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There is way too much going on around you and inside your mind. It’s no surprise that attention makes only a short appearance in the day and is hard to sustain. Our experts tell you how to rise above the distractions and improve your efficiency.
One thing at a time
You are working on a project against a fast-approaching deadline and your boss comes and hands you another to complete. In the middle of this, your wife calls and asks you to help out with an address she cannot find. Your target is to complete these three tasks, say, within an hour. Multi-tasking would mean you giving 33 per cent of your efforts to each of the three tasks and the quality of output will be low for all three tasks with more time spent on each of them. Life coach Captain Vinod Nair suggests you prioritise what is most important for you. “By doing so, you will be giving 100 per cent of your brain to one task at a time, focusing on it and accomplishing it twice as fast,” he says.
Whenever you are in the middle of a task and are tempted to give up, push yourself to do ‘five more’. This means don’t switch off, instead wait five more minutes, read five more pages or work five more minutes. Doing this will help build mental stamina just as sports persons push past the point of exhaustion to up their physical strength. When your mind is finally giving up, insist on reading a book or writing a project brief or solving a balance sheet problem for five more minutes. This will build mental endurance over a period of time and help you accomplish a given task with greater ease.
See and feel, really
Artist Frederick Franck said, “When the eye wakes up to see again, it suddenly stops taking anything for granted.” Your mind may be wandering through a hundred random thoughts, but it always knows to treasure a great sight. So when your mind is far away, it will help to look around and for a change, actually see everything around you. Admire the painting on the wall, revel in the beauty of the sculpture that has always escaped your attention, or just look again and closely at a loved one you tend to take for granted. This will make it come alive in your mind’s eye. Having white noise in the background such as instrumental music will help you ignore the more distracting stimuli from your surroundings.
Recharge with eustress
Nair advises indulging in activities that boost the eustress, which is basically the good stress. “You can feel eustress after engaging in a challenge, riding a roller-coaster, watching a scary movie or having sex,” he says. Eustress doesn’t carry the same type of damage as chronic stress. In fact, in the state of eustress, energies of the mind are highly focused and organized during which you can pull off tasks with competence. What also greatly aids concentration is the glucose metabolism in the brain, which is at its peak after breakfast. Concentrate on the most important or difficult tasks during this time.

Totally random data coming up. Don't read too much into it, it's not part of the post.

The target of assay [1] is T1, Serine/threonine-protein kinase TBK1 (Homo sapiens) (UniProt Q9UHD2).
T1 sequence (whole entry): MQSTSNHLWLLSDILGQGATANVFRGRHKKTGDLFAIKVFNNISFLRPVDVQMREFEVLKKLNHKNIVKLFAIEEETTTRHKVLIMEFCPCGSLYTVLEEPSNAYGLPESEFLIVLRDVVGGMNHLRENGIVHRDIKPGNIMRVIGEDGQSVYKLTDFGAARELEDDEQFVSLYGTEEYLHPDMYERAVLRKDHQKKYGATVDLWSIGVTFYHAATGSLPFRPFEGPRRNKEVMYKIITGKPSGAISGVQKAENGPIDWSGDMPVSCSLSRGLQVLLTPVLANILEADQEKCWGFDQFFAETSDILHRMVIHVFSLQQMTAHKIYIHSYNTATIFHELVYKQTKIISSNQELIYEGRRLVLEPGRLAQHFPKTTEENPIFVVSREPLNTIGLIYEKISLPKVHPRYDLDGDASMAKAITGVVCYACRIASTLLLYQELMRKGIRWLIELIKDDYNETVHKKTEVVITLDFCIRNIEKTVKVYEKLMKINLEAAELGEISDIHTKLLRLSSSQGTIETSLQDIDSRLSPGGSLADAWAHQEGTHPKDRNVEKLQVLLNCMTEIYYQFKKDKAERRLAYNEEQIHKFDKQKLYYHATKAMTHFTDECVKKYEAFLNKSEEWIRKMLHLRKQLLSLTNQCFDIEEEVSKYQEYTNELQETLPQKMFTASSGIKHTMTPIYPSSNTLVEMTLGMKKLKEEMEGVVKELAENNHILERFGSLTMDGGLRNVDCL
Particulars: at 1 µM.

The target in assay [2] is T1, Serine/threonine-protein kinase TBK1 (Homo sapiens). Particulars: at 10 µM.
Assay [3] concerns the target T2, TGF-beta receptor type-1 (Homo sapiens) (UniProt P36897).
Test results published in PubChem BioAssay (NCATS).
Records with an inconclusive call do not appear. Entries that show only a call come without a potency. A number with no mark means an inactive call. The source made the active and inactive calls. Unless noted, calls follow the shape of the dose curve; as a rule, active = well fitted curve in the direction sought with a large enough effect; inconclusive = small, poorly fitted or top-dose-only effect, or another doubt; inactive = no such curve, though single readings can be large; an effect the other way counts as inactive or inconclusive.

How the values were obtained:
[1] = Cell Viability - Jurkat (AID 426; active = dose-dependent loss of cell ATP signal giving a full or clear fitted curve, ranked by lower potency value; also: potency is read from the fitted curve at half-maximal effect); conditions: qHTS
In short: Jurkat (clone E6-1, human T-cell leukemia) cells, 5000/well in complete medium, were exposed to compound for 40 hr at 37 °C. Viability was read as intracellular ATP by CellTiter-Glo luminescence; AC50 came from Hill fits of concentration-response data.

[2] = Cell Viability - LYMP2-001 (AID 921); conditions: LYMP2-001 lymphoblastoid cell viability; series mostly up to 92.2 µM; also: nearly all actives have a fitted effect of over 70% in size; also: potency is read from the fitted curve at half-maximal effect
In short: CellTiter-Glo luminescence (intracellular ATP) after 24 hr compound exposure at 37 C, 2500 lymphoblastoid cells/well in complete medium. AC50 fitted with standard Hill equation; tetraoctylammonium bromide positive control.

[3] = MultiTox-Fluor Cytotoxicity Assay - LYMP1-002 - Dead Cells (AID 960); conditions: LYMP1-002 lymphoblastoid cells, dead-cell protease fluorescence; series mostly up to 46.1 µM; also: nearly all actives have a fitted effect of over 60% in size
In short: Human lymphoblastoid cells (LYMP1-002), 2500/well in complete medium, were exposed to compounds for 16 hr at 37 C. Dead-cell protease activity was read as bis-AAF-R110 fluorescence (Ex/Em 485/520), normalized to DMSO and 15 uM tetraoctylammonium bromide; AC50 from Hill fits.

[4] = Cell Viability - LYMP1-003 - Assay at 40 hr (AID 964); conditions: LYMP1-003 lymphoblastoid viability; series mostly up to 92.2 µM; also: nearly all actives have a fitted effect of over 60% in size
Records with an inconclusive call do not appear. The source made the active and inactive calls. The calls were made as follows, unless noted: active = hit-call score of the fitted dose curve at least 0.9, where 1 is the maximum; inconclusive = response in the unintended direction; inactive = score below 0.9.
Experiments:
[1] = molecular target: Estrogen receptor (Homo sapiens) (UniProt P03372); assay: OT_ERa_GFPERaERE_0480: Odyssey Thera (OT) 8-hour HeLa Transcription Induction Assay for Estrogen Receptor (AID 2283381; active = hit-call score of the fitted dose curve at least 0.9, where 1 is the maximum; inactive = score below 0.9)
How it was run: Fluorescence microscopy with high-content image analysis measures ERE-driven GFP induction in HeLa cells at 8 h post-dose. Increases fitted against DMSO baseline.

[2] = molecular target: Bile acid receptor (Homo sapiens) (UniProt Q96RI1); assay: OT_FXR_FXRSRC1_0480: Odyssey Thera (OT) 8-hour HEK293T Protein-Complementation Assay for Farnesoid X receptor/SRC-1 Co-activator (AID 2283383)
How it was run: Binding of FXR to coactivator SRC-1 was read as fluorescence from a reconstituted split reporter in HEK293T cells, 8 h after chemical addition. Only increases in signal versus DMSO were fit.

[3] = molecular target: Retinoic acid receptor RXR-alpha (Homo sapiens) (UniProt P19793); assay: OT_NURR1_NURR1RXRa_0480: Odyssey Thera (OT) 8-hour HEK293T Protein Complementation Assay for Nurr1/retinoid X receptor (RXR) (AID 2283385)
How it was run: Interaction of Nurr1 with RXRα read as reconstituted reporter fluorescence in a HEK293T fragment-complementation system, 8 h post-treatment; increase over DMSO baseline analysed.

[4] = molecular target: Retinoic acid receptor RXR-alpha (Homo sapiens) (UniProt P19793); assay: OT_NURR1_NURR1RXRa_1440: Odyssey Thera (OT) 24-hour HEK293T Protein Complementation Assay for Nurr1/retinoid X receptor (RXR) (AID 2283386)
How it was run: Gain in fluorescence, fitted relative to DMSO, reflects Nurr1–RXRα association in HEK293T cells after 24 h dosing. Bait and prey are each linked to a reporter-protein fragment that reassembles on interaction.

To do or not to do
Fix a time in the day for worrying. When you are about to begin a job that needs your complete attention, worries tend to float into your brain. Tackle your brain’s never-ending preoccupation by telling it what to worry about and what not. Just remind yourself that you will worry about that unpaid bill exactly at 7 pm, and not now. To-do lists alleviate your brain’s anxiety — once written, you’re free to forget them. Assign every task a strict time-span. Tell yourself, “For the next 30 minutes I will focus on formulating the client brief for tomorrow’s presentation at office,” is a better bet than worrying about the worry. That said, taking short breaks between demanding tasks helps keep your mind alert. “Even a short break of 5-10 minutes every two-three hours improves efficiency of the brain with sustained attention,” says Dutta.
Rewire your brain
Just before you start, focus on your breathing for five to 15 minutes each day and it can make a significant difference to your attention spans in everyday life.From the experiments conducted on those who meditate, Dr Varsha Dutta, consultant clinical neuro-psychologist at Dr Balabhai Nanavati Hospital, found that meditation increased activity in the brain regions used for paying attention and decision-making. “The experiments have shown that people who meditate, which is a mindfulness technique, are able to switch attention between tasks more efficiently than people who do not. Meditation has rewired their brain processes in such a way that their attention spans have increased more than average.”
When the communication between the two brain hemispheres is efficient, you are able to accomplish tasks with greater attention and proficiency. Scientific experiments have shown that horizontal movement of the eyes from left to right while watching a target on the move for at least 30 seconds can help improve communication between the left and right hemispheres of the brain. Try this type of eye movement by watching a certain car move in the traffic.
Stop putting off tasks and errands by simply asking yourself these questions whenever you are about to postpone any work: Do I have to do this? Do I want it done so that it’s not on my mind? Will it be any easier later? The answers to these will give you an instant check on how this task will keep getting counter-productive the more you delay. And oh, the guilt of not getting it done, that will make its home in your head too.
Author: Ankit Ajmera